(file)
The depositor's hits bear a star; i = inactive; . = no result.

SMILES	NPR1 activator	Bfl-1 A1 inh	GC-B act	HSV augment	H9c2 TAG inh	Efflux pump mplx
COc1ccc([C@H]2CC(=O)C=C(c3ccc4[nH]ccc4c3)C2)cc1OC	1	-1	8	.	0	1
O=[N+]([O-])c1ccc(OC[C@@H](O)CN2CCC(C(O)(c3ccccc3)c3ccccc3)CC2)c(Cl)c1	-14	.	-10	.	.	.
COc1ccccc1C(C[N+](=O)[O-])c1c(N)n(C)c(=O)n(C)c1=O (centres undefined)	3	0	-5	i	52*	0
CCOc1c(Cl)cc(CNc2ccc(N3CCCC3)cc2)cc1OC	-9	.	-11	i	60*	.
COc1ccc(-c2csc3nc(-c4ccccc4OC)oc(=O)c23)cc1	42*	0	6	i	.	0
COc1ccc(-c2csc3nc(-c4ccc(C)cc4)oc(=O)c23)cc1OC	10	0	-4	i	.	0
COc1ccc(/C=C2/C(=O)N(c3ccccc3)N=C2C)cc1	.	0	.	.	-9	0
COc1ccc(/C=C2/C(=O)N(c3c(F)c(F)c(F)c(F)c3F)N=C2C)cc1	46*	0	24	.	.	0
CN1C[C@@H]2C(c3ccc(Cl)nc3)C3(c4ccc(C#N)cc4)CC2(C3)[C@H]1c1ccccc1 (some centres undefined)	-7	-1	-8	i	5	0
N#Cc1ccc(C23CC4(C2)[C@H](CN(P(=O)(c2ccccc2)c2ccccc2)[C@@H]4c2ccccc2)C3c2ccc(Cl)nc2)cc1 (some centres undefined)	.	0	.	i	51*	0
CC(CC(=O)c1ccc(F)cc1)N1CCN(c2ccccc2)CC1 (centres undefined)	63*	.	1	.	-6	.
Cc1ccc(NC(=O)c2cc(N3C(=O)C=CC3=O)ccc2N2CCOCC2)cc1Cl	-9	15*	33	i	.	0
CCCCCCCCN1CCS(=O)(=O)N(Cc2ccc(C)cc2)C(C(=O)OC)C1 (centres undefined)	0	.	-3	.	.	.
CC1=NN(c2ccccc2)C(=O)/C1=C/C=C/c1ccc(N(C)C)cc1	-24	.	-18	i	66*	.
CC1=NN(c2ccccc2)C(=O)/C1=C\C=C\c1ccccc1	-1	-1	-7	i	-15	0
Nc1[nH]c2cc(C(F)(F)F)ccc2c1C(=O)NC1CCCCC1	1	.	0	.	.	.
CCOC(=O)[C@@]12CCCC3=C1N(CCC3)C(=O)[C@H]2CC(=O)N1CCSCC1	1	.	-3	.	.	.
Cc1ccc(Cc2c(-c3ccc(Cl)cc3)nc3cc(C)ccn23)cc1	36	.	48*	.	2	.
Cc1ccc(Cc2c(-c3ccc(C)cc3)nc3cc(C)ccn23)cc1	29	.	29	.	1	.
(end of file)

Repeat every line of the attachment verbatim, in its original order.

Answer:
The depositor's hits bear a star; i = inactive; . = no result.

SMILES	NPR1 activator	Bfl-1 A1 inh	GC-B act	HSV augment	H9c2 TAG inh	Efflux pump mplx
COc1ccc([C@H]2CC(=O)C=C(c3ccc4[nH]ccc4c3)C2)cc1OC	1	-1	8	.	0	1
O=[N+]([O-])c1ccc(OC[C@@H](O)CN2CCC(C(O)(c3ccccc3)c3ccccc3)CC2)c(Cl)c1	-14	.	-10	.	.	.
COc1ccccc1C(C[N+](=O)[O-])c1c(N)n(C)c(=O)n(C)c1=O (centres undefined)	3	0	-5	i	52*	0
CCOc1c(Cl)cc(CNc2ccc(N3CCCC3)cc2)cc1OC	-9	.	-11	i	60*	.
COc1ccc(-c2csc3nc(-c4ccccc4OC)oc(=O)c23)cc1	42*	0	6	i	.	0
COc1ccc(-c2csc3nc(-c4ccc(C)cc4)oc(=O)c23)cc1OC	10	0	-4	i	.	0
COc1ccc(/C=C2/C(=O)N(c3ccccc3)N=C2C)cc1	.	0	.	.	-9	0
COc1ccc(/C=C2/C(=O)N(c3c(F)c(F)c(F)c(F)c3F)N=C2C)cc1	46*	0	24	.	.	0
CN1C[C@@H]2C(c3ccc(Cl)nc3)C3(c4ccc(C#N)cc4)CC2(C3)[C@H]1c1ccccc1 (some centres undefined)	-7	-1	-8	i	5	0
N#Cc1ccc(C23CC4(C2)[C@H](CN(P(=O)(c2ccccc2)c2ccccc2)[C@@H]4c2ccccc2)C3c2ccc(Cl)nc2)cc1 (some centres undefined)	.	0	.	i	51*	0
CC(CC(=O)c1ccc(F)cc1)N1CCN(c2ccccc2)CC1 (centres undefined)	63*	.	1	.	-6	.
Cc1ccc(NC(=O)c2cc(N3C(=O)C=CC3=O)ccc2N2CCOCC2)cc1Cl	-9	15*	33	i	.	0
CCCCCCCCN1CCS(=O)(=O)N(Cc2ccc(C)cc2)C(C(=O)OC)C1 (centres undefined)	0	.	-3	.	.	.
CC1=NN(c2ccccc2)C(=O)/C1=C/C=C/c1ccc(N(C)C)cc1	-24	.	-18	i	66*	.
CC1=NN(c2ccccc2)C(=O)/C1=C\C=C\c1ccccc1	-1	-1	-7	i	-15	0
Nc1[nH]c2cc(C(F)(F)F)ccc2c1C(=O)NC1CCCCC1	1	.	0	.	.	.
CCOC(=O)[C@@]12CCCC3=C1N(CCC3)C(=O)[C@H]2CC(=O)N1CCSCC1	1	.	-3	.	.	.
Cc1ccc(Cc2c(-c3ccc(Cl)cc3)nc3cc(C)ccn23)cc1	36	.	48*	.	2	.
Cc1ccc(Cc2c(-c3ccc(C)cc3)nc3cc(C)ccn23)cc1	29	.	29	.	1	.